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Old 09-15-2012, 02:46 PM
 
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And, are there warning signs to indicate one is slipping into the other?

I have a sad family member. The source of the sadness does not appear to be a temporary thing. I am concerned about him slipping into depression. I've heard sleep becomes difficult with clinical depression, but he's never slept well. He functions in his daily routine, but without joy.
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Old 09-15-2012, 03:10 PM
 
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I am diagnosed with Clinical Depression and I can definitely tell you what is the difference between sadness and depression for me. However, I am not sure if my own personal symptoms are also the symptoms your family member may be experiences. Everyone is different and everyone may experience depression in a different way. I'll do my best to help.

For me, sadness is a feeling just like any other feeling. For example, if something good happens in your life, then you will be happy. However, that happiness will fade sooner or later. If you get a dream job promotion, then chances are you'll be really happy. You'll want to tell everyone about it, you'll want to celebrate, etc. However, two years after you get that job promotion, chances are you won't be wanting to tell everyone, you won't want to celebrate every night, etc. The happiness has faded as time has faded. The same thing goes for sadness. Sadness goes away with time. If something bad happens, you might cry and be sad. But you probably won't be crying two years from now. It goes away.

Depression tends not to go away. Personally, I would not describe depression as a "feeling". Depression is more of a "mood". Depression can come and go, but it always lingers. And it is much more difficult to get rid of depression than sadness. For me, depression is also a physical feeling. It's like a weight is sitting on my chest. Sadness is not like that.

A lack of sleep can cause depression but it can also be a symptom of depression. There are so many different types of symptoms of depression. There are even different types of depression. If you do a google search, you will find hundreds of articles on the symptoms and types of depression.

I hope that you can help your family member. Perhaps you could talk with him about this?
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Old 09-15-2012, 03:29 PM
 
Location: New Jersey
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I agree with what TMR said above. Depression is not really a 'feeling,' it's more a mood or a state of being. There are different factors that will determine which type of depression this family member has. For example clinical depression is not the same as Dysthymia/chronic depression (which is what I have). This is the type of depression where it seems like the depressive state is again, not a come and go feeling but instead an integral part of the person's personality, I hope that makes sense. The best example my pdoc gave me was Eeyore from Winnie the pooh, he is likely dysthymic. LOL.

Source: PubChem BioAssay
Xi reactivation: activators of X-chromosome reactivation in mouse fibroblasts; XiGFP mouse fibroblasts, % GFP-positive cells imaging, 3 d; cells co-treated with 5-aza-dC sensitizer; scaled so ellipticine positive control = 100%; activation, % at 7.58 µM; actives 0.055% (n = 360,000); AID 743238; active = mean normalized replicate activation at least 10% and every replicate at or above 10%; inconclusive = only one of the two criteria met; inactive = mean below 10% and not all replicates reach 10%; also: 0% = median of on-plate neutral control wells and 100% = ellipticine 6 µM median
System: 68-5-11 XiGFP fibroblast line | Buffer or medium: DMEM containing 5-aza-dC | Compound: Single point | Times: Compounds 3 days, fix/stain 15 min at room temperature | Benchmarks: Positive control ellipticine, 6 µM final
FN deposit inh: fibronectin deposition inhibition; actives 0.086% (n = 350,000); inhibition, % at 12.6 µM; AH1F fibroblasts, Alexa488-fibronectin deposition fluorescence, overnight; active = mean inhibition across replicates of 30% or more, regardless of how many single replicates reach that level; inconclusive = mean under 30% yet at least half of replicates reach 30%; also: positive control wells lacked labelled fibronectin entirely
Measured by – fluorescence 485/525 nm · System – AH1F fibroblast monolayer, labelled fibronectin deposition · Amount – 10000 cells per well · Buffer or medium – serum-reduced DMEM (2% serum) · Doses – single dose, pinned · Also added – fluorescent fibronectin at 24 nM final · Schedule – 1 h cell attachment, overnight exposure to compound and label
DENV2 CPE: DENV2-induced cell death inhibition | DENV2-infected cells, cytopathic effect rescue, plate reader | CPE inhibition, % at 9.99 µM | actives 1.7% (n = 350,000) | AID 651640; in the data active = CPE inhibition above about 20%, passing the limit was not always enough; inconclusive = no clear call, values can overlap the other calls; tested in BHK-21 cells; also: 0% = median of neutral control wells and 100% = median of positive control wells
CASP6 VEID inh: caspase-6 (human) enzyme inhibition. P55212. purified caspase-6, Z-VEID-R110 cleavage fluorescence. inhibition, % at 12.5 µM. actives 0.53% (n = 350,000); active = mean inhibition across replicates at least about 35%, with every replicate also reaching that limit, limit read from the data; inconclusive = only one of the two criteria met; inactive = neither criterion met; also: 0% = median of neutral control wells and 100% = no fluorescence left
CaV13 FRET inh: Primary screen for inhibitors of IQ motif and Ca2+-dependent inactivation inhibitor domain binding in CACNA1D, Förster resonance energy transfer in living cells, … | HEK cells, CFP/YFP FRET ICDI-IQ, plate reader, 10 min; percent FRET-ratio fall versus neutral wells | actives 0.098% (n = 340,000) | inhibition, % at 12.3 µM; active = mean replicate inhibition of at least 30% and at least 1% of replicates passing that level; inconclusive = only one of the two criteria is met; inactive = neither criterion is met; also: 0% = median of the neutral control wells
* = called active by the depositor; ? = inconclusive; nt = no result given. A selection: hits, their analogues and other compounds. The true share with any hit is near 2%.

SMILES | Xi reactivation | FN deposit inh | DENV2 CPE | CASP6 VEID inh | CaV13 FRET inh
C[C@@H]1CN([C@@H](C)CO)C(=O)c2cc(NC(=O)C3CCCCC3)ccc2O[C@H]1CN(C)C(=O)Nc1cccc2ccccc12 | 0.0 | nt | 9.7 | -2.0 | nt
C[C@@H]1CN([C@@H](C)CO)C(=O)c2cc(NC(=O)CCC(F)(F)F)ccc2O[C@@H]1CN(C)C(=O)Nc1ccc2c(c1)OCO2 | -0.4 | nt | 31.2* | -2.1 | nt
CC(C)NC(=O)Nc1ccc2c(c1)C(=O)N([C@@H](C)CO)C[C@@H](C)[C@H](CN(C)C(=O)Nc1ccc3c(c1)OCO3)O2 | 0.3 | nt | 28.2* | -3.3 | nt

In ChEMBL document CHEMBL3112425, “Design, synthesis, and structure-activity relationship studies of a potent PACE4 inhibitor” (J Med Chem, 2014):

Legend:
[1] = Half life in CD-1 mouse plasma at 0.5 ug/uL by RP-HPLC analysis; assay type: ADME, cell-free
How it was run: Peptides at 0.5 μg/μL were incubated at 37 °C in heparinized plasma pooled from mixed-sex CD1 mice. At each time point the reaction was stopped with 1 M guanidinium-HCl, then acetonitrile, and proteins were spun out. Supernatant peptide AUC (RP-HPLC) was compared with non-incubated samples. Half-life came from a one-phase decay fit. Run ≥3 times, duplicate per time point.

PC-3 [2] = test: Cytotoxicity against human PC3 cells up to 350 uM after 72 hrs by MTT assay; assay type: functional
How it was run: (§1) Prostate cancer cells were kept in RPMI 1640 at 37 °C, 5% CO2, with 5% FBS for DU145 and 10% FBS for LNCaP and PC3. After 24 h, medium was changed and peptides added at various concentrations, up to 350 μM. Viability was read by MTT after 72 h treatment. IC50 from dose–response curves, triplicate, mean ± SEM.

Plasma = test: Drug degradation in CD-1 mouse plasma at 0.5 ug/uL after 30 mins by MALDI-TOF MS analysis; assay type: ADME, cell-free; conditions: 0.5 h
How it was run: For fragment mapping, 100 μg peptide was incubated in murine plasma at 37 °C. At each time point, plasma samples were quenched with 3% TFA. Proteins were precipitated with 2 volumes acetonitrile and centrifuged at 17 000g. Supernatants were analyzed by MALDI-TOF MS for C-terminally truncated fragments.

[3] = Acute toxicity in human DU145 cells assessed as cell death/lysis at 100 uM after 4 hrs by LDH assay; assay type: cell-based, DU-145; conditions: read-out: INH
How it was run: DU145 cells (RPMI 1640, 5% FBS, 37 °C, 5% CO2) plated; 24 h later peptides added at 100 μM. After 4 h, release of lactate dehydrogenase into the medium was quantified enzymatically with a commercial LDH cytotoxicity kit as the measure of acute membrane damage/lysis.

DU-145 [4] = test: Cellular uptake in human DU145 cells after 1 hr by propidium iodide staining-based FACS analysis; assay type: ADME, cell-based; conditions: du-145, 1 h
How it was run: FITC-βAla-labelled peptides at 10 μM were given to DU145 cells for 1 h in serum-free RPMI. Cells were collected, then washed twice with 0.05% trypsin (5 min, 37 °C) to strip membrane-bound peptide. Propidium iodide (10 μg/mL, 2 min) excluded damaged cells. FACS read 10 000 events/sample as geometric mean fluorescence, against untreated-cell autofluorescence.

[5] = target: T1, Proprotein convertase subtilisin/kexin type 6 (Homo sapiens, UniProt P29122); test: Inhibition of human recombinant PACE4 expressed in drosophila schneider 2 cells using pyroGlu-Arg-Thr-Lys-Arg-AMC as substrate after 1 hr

You should ask them personally how they are feeling and how long it's been like that. If your family member has been depressed for several months or even years at a time, he/she could have clinical depression. He/she probably needs to see a psychiatrist for a proper evaluation.

here is a good site on the symptoms and types of depression:

Depression Symptoms, Warning Signs, Types, and Complications
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Old 09-15-2012, 04:17 PM
 
Location: ATL with a side of Chicago
3,622 posts, read 5,208,997 times
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Quote:
Originally Posted by TMR12 View Post
I am diagnosed with Clinical Depression and I can definitely tell you what is the difference between sadness and depression for me. However, I am not sure if my own personal symptoms are also the symptoms your family member may be experiences. Everyone is different and everyone may experience depression in a different way. I'll do my best to help.

For me, sadness is a feeling just like any other feeling. For example, if something good happens in your life, then you will be happy. However, that happiness will fade sooner or later. If you get a dream job promotion, then chances are you'll be really happy. You'll want to tell everyone about it, you'll want to celebrate, etc. However, two years after you get that job promotion, chances are you won't be wanting to tell everyone, you won't want to celebrate every night, etc. The happiness has faded as time has faded. The same thing goes for sadness. Sadness goes away with time. If something bad happens, you might cry and be sad. But you probably won't be crying two years from now. It goes away.

Depression tends not to go away. Personally, I would not describe depression as a "feeling". Depression is more of a "mood". Depression can come and go, but it always lingers. And it is much more difficult to get rid of depression than sadness. For me, depression is also a physical feeling. It's like a weight is sitting on my chest. Sadness is not like that.

A lack of sleep can cause depression but it can also be a symptom of depression. There are so many different types of symptoms of depression. There are even different types of depression. If you do a google search, you will find hundreds of articles on the symptoms and types of depression.

I hope that you can help your family member. Perhaps you could talk with him about this?
Well said. I also have been diagnosed with episodic severe depression. "Depression" is a misnomer, IMO. Far from being sad. Sadness can be overcome with time, with talking, with diversion. It's not bio-chemical.